YlangYlang and N NAO are two incredible Montréal artists and long-time friends I have seen perform countless times. I’ve been lucky to witness live sets that consisted almost entirely of vocals, looped and effected, and they’ve been the most impacting ones, and fed into that desire of collaborating with them in that manner.

Sarah Pagé, similarly, is a friend and artist I admire – she’s more know for her harp compositions, and contributions to many bands/records. However, she has similarly been “finding her own voice” recently, as she’s been not only working on her own experimental pieces, but also has been focused more on vocals, and koto. So our song together on this album, I believe, is her first featuring where she appears without harp and sings lead vocals, which I feel so blessed by.

What has the reaction to Mise En Abyme been like so far?

It’s been overwhelmingly positive, and encouraging. The writers seem to really invest themselves personally into the album, instead of, say, just re-wording the press release. There’s been a lot of focus on the themes of communication, and media/technology, and it seems they also love dwelling into the concept(s) of a “mise en abyme”, as it’s more of a literary device than a sound one.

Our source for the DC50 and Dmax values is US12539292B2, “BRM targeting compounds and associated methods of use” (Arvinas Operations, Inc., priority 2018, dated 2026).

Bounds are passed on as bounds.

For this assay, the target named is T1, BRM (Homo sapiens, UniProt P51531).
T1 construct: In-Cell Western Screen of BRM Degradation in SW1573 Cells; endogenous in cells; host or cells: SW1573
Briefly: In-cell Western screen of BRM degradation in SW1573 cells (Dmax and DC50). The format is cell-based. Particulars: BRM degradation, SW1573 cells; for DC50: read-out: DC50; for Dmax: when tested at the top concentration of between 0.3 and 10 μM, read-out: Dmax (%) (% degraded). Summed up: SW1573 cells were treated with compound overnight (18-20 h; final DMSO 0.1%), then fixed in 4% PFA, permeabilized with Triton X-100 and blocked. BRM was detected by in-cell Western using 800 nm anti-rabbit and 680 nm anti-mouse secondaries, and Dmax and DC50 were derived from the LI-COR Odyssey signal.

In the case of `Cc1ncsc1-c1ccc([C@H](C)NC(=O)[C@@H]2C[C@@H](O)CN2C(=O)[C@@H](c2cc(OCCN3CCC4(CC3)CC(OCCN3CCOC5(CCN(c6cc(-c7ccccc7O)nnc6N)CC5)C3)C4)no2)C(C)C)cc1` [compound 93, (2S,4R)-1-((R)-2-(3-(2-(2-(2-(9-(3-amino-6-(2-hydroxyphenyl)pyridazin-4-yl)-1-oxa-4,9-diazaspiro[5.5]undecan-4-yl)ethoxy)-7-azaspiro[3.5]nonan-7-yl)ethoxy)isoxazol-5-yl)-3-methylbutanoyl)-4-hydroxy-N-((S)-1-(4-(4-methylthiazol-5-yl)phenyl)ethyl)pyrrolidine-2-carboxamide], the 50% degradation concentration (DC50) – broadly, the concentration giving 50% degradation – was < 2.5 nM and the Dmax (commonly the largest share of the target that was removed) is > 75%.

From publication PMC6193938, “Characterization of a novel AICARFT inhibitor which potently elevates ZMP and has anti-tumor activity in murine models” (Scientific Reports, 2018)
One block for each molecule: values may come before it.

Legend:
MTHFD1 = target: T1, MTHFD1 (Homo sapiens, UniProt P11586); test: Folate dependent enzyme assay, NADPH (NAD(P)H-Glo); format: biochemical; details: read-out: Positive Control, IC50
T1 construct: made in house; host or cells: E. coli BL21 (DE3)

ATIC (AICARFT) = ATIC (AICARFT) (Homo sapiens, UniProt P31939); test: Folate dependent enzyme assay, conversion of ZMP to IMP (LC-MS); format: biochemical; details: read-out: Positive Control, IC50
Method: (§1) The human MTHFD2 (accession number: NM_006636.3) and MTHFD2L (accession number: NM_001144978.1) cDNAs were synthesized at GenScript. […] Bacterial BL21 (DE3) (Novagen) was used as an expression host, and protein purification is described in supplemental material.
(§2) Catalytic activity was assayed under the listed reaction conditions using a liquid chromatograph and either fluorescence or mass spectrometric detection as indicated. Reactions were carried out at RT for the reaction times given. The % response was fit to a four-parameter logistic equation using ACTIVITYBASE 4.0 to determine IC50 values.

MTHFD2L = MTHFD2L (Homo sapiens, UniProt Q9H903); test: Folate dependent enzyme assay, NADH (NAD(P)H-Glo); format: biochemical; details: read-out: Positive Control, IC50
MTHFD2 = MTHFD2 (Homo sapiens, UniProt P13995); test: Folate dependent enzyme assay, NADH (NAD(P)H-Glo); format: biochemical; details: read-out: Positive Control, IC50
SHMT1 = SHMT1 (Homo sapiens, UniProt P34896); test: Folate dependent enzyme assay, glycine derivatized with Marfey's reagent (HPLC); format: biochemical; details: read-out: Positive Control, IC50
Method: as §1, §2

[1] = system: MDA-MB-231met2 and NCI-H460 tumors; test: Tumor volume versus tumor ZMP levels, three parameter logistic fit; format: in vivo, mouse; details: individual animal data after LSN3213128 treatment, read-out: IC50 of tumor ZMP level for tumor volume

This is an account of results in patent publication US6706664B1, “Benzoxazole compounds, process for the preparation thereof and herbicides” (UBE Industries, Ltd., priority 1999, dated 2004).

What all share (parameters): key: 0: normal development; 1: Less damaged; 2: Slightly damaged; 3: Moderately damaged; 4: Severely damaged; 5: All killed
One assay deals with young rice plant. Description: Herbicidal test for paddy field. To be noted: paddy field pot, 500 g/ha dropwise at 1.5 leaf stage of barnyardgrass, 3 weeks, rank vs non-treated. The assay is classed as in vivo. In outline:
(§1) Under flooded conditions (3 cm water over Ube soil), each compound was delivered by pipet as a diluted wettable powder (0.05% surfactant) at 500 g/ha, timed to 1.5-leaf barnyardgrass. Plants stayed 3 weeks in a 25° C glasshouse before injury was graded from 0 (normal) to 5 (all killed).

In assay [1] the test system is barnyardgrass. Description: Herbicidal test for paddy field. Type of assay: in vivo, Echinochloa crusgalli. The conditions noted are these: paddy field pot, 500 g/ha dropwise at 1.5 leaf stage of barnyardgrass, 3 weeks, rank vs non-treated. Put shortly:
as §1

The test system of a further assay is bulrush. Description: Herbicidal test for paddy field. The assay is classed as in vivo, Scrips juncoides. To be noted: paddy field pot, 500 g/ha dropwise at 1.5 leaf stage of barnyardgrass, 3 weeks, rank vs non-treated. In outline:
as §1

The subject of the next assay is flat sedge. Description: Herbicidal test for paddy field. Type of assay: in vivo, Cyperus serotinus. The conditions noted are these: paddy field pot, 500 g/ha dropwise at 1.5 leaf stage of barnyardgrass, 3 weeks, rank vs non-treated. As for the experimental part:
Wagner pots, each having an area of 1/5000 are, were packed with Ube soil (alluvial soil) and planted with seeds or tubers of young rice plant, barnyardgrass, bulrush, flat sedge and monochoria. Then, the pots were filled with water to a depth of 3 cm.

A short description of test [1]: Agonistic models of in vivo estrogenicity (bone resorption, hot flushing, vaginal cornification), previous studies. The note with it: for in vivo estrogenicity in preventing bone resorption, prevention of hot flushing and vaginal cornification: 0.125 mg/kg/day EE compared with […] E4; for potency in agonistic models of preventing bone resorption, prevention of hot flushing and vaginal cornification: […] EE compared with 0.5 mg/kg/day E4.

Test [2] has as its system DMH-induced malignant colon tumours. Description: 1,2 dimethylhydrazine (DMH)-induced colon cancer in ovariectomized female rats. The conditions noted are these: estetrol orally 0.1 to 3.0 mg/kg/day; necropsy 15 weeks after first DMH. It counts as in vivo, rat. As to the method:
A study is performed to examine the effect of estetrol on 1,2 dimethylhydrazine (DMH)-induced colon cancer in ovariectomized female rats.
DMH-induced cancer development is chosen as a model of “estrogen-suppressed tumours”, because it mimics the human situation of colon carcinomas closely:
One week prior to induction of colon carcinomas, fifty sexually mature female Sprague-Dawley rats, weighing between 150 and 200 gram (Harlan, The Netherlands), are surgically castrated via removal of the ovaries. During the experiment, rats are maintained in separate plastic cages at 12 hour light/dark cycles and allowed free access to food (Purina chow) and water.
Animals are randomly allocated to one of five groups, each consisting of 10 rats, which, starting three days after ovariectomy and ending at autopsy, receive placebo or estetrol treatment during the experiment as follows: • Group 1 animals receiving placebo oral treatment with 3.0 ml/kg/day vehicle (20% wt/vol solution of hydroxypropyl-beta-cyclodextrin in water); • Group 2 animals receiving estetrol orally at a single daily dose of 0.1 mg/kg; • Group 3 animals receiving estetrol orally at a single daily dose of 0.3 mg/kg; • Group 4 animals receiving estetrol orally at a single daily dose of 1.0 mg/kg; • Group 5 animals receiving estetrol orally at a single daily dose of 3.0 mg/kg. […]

What does the title of the album mean?

A “mise en abyme” is technically a copy placed into a copy. an image within an image. a story within a story. so then the copy is a copy of a copy of a copy… an endless recursive sequence – such as the one on the album cover. it also translates from French to “placed into the abyss”.

How do you think you have evolved as a producer since your debut album Selfless?

For this album, the development was that I didn’t work with “microsamples” and cut-up loops / staccato sound, that defined pretty much the entirety of all my music prior. It involved using much less effects / layers than I usually do, generally restricting myself as much as possible to editing and layering.

Are you constantly working on new material?

In some manner, yes. Before 2016, I was completing on average a song or two every 2 weeks. I don’t produce nearly as much material now, but I’m performing so much more live and collaborating and jamming with artists directly, which I wasn’t really before that. I wish I could balance those two sides right now so that I could produce solo as much as I perform / organize live and/or with others. But yes, there is always a project in the works, that’s what keep me going.

Will you be releasing any new work at any point in the near future or are you going to let Mise En Abyme settle in first?

There will be many future works. Many collaborations first. And 2 Void albums in the works. And many more being schemed. It would honestly be nice to be able to move on from Mise en Abyme, to not be stuck in that feedback loop too much anymore.

Will you be performing album at any live dates at all?

Yes, some tours are being schemed. I’ll be performing in Japan at the end of May. The other tours are planned for the fall. Some odd Montreal shows here and there, more importantly, a collaboration set with N NAO in the Eglise St Edouard, where we will definitely be performing a version of Non-Dit. We’re opening for Mary Jane Leach, renowned modern classical composer/performer from NY, who will grace the church with some beautiful flute drone, on the occasion of the Suoni Per Il Popolo Festival.